AVAILABLE NOW! JUST IN TIME FOR PIE DAY, 3/14!

Saturday, March 17, 2012

Lobster Tails Tutorial and Trouble Shooting...



You may be alarmed how sticky and loose this dough is.  That's just how it is!  Just work with it and make sure you have a clean work surface covered with a clean tablecloth or sheet and sprinkle it thoroughly and evenly with flour.





The dough MUST be so thin you can read through it.
Continue stretching down and OUT as your roll.
Rolling rolling rolling.  Keep stretching as you roll.
As you finish up a roll, place the rolled portion seam to seam with the next strip of dough and get them as close together as if they are an unbroken strip of dough.  Continue rolling each strip of dough like this until you have one big roll.
Use an insanely sharp knife to cut the rounds.  A dull knife will smash the layers together, completely ruining the effect of the pastry.


Gently press into the round to create a cone-like shape.
Keep pulling gently down.

Keep pulling apart the layers.  This takes practice and patience.  If your layers aren't sufficiently pulled apart, the pastry won't look right and the dough will bake up doughy instead of flaky.  In very old school Italian pastry shops, they use shortening EXCLUSIVELY to brush the dough.  This provides a slicker surface to pull everything apart more successfully, creating a flakier dough but also brings along it's filmy mouth feel, which I don't care for.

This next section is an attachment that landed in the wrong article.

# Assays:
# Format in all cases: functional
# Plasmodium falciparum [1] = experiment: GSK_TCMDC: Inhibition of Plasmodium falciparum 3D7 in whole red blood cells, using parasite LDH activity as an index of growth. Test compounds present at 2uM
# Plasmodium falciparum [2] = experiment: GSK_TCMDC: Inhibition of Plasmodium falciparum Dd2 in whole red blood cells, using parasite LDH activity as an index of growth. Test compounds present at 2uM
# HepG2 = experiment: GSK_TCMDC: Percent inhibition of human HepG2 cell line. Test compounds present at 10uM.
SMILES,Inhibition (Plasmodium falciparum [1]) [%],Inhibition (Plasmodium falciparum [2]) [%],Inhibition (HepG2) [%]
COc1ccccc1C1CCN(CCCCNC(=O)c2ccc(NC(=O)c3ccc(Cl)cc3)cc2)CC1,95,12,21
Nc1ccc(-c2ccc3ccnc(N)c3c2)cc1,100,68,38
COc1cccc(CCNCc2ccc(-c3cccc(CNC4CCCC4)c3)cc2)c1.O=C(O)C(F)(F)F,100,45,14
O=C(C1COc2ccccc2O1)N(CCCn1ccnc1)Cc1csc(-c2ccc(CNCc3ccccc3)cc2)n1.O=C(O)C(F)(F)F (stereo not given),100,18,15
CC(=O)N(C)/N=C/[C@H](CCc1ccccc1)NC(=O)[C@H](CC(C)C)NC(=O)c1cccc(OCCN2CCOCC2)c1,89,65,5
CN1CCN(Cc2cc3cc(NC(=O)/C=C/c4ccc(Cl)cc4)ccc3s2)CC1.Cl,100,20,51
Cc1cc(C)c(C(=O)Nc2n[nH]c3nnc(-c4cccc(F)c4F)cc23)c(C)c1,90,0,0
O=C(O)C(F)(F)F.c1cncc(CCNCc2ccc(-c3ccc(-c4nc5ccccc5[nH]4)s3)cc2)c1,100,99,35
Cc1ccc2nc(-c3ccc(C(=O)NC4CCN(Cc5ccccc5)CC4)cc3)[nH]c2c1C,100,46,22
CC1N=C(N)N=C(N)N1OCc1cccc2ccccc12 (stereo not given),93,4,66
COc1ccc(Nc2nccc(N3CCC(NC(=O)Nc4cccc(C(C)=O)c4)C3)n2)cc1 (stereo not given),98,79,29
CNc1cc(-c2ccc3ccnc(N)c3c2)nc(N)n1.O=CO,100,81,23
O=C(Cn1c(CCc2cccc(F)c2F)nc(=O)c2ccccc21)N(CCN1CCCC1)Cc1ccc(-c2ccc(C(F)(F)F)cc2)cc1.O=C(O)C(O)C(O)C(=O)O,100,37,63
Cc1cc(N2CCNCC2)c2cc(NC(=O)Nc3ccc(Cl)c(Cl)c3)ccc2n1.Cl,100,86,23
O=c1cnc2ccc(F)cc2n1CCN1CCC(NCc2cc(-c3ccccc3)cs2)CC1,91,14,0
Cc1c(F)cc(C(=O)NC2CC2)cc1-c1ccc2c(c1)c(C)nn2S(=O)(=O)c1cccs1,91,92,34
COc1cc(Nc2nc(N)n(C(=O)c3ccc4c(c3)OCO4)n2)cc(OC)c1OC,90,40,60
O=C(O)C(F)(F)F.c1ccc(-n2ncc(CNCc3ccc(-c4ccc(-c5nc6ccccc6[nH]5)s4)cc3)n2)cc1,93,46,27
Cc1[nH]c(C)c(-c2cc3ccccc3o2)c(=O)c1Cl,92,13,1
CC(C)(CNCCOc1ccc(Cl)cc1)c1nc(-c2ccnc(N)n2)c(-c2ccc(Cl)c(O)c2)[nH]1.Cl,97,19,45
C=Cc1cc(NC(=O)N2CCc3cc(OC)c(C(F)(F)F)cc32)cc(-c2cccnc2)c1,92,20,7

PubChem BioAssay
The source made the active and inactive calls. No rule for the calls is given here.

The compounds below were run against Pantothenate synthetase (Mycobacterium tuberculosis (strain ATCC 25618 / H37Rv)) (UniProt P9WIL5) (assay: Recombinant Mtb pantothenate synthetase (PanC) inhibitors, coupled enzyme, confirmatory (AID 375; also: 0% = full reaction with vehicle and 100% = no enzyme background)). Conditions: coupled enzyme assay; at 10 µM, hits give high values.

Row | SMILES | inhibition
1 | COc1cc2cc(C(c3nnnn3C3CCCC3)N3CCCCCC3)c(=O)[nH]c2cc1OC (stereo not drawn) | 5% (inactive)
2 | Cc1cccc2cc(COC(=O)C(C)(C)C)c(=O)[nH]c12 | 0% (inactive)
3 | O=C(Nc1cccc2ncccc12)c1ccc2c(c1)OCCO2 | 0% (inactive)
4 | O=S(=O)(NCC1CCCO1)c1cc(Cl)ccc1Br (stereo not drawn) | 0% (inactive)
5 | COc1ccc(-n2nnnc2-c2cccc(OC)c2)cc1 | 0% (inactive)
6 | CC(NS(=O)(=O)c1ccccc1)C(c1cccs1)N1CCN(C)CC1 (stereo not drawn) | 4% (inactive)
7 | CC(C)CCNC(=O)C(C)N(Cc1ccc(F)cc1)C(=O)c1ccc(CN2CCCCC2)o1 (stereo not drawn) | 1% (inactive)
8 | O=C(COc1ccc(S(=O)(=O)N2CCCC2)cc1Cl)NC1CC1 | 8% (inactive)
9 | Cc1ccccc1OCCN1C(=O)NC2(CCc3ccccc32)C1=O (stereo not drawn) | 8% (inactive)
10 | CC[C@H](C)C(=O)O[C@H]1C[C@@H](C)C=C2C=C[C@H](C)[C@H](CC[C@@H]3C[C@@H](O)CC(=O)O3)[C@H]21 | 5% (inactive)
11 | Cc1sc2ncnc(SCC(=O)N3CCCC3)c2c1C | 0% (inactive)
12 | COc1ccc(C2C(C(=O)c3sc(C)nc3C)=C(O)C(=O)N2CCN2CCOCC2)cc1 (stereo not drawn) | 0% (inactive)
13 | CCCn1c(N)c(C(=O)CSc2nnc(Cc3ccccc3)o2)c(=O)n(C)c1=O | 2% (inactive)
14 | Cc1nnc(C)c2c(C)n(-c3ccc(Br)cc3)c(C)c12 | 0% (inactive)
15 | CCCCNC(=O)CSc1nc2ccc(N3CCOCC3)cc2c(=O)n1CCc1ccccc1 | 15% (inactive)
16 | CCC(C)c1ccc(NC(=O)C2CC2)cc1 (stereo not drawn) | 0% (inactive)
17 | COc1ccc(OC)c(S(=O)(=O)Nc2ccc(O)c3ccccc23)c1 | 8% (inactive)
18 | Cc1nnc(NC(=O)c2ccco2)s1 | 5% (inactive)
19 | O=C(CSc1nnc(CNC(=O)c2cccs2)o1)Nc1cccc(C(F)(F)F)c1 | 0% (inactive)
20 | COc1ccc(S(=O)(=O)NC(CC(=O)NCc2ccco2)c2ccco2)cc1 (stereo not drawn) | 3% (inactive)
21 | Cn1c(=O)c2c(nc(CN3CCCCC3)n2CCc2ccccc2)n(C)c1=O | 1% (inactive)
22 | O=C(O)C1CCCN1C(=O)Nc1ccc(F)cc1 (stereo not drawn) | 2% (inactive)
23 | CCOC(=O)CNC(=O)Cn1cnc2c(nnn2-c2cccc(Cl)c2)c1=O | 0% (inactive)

Fill the pastry and pinch the ends together if you like.  If the filling is very thick, don't bother.

NOTE!  Ricotta cheese varies in moisture by brand and by batch.  Too much moisture and your filling will be soupy and will just OOOOZE from the pastry.  I suggest you drain the ricotta through a cheese cloth and add just enough cream until it's a very nice and firm filling that holds it's shape.  




Today I had no ricotta but I did have cream cheese.  I combined 1 package cream cheese, 1/3 cup confectioner's sugar, 1 egg, the zest of one lemon, a pinch of salt and a scant 1/2 teaspoon of vanilla to create a filling.  It was lovely.  If your filling is thick enough you won't have to seal the ends of the pastry and it makes for a more "horn of plenty" look.

St. Patty's Day Pizza in Photos

Vegan Option!  Coat with olive oil, layer with the potatoes and sprinkle with the caramelized onions, apples and garlic.  Sprinkle again with olive oil, add some dry thyme and sea salt and bake until crispy around the edges.


Carnivore option:  everything plus bacon and cheese!

I'm a big fan of potatoes on pizza.  You'll find them gracing pizzas in Pie It Forward.

Today, St. Patty's Day, I just riffed off of what I like most on a crispy crust:  the spuds, caramelized onions and garlic, crispy bacon, CHEESE and a touch of sweetness that comes to us by way of apples and a touch of maple.

I chose Kerrygold's Dubliner cheese, for obvious reasons, and it really is a lovely cheese for this purpose.  It has flavor without being overwhelming.